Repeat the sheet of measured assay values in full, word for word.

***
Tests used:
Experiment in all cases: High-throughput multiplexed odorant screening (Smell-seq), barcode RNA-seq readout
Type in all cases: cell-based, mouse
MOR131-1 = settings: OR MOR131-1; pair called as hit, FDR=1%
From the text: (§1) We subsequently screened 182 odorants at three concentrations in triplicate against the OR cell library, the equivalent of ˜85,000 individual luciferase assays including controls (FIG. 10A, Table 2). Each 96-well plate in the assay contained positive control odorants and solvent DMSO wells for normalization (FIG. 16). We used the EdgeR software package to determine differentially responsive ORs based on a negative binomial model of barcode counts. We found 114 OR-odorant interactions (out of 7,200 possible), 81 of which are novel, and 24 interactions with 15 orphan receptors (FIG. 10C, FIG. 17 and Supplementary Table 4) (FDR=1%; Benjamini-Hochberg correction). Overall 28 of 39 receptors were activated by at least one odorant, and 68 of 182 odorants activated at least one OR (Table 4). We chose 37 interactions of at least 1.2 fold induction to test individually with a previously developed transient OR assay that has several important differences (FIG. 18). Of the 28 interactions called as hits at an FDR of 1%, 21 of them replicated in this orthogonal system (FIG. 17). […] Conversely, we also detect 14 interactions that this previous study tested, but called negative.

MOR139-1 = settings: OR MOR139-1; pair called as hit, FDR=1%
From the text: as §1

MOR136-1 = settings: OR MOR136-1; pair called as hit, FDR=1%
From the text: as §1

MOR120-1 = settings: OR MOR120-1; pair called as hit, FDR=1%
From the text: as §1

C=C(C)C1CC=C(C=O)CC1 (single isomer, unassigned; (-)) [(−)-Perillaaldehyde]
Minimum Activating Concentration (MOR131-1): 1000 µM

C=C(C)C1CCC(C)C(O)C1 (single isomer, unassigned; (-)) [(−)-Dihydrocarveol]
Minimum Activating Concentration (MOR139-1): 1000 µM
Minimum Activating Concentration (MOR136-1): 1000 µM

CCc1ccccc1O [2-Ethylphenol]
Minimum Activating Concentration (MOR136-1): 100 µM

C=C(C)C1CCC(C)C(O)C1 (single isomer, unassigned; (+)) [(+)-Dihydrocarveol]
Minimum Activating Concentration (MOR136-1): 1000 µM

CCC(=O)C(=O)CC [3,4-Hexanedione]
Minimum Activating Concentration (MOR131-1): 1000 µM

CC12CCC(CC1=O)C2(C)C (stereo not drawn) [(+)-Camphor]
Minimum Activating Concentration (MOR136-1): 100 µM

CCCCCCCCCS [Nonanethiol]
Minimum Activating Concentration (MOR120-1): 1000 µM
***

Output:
Tests used:
Experiment in all cases: High-throughput multiplexed odorant screening (Smell-seq), barcode RNA-seq readout
Type in all cases: cell-based, mouse
MOR131-1 = settings: OR MOR131-1; pair called as hit, FDR=1%
From the text: (§1) We subsequently screened 182 odorants at three concentrations in triplicate against the OR cell library, the equivalent of ˜85,000 individual luciferase assays including controls (FIG. 10A, Table 2). Each 96-well plate in the assay contained positive control odorants and solvent DMSO wells for normalization (FIG. 16). We used the EdgeR software package to determine differentially responsive ORs based on a negative binomial model of barcode counts. We found 114 OR-odorant interactions (out of 7,200 possible), 81 of which are novel, and 24 interactions with 15 orphan receptors (FIG. 10C, FIG. 17 and Supplementary Table 4) (FDR=1%; Benjamini-Hochberg correction). Overall 28 of 39 receptors were activated by at least one odorant, and 68 of 182 odorants activated at least one OR (Table 4). We chose 37 interactions of at least 1.2 fold induction to test individually with a previously developed transient OR assay that has several important differences (FIG. 18). Of the 28 interactions called as hits at an FDR of 1%, 21 of them replicated in this orthogonal system (FIG. 17). […] Conversely, we also detect 14 interactions that this previous study tested, but called negative.

MOR139-1 = settings: OR MOR139-1; pair called as hit, FDR=1%
From the text: as §1

MOR136-1 = settings: OR MOR136-1; pair called as hit, FDR=1%
From the text: as §1

MOR120-1 = settings: OR MOR120-1; pair called as hit, FDR=1%
From the text: as §1

C=C(C)C1CC=C(C=O)CC1 (single isomer, unassigned; (-)) [(−)-Perillaaldehyde]
Minimum Activating Concentration (MOR131-1): 1000 µM

C=C(C)C1CCC(C)C(O)C1 (single isomer, unassigned; (-)) [(−)-Dihydrocarveol]
Minimum Activating Concentration (MOR139-1): 1000 µM
Minimum Activating Concentration (MOR136-1): 1000 µM

CCc1ccccc1O [2-Ethylphenol]
Minimum Activating Concentration (MOR136-1): 100 µM

C=C(C)C1CCC(C)C(O)C1 (single isomer, unassigned; (+)) [(+)-Dihydrocarveol]
Minimum Activating Concentration (MOR136-1): 1000 µM

CCC(=O)C(=O)CC [3,4-Hexanedione]
Minimum Activating Concentration (MOR131-1): 1000 µM

CC12CCC(CC1=O)C2(C)C (stereo not drawn) [(+)-Camphor]
Minimum Activating Concentration (MOR136-1): 100 µM

CCCCCCCCCS [Nonanethiol]
Minimum Activating Concentration (MOR120-1): 1000 µM